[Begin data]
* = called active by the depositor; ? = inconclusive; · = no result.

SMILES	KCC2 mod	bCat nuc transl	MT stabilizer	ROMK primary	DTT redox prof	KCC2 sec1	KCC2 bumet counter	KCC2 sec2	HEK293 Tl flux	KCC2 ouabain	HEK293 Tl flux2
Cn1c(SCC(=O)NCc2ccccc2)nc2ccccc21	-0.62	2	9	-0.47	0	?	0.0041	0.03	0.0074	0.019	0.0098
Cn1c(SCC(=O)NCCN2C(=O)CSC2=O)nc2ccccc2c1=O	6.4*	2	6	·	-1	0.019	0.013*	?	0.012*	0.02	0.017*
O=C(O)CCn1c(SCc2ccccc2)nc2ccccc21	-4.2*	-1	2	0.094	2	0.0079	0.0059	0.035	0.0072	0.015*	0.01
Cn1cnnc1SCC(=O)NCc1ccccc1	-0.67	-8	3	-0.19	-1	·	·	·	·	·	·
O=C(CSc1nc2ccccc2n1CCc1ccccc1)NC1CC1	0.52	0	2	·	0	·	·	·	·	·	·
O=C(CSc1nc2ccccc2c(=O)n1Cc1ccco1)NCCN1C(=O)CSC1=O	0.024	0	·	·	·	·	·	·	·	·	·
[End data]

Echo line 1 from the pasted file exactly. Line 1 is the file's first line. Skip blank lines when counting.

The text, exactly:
* = called active by the depositor; ? = inconclusive; · = no result.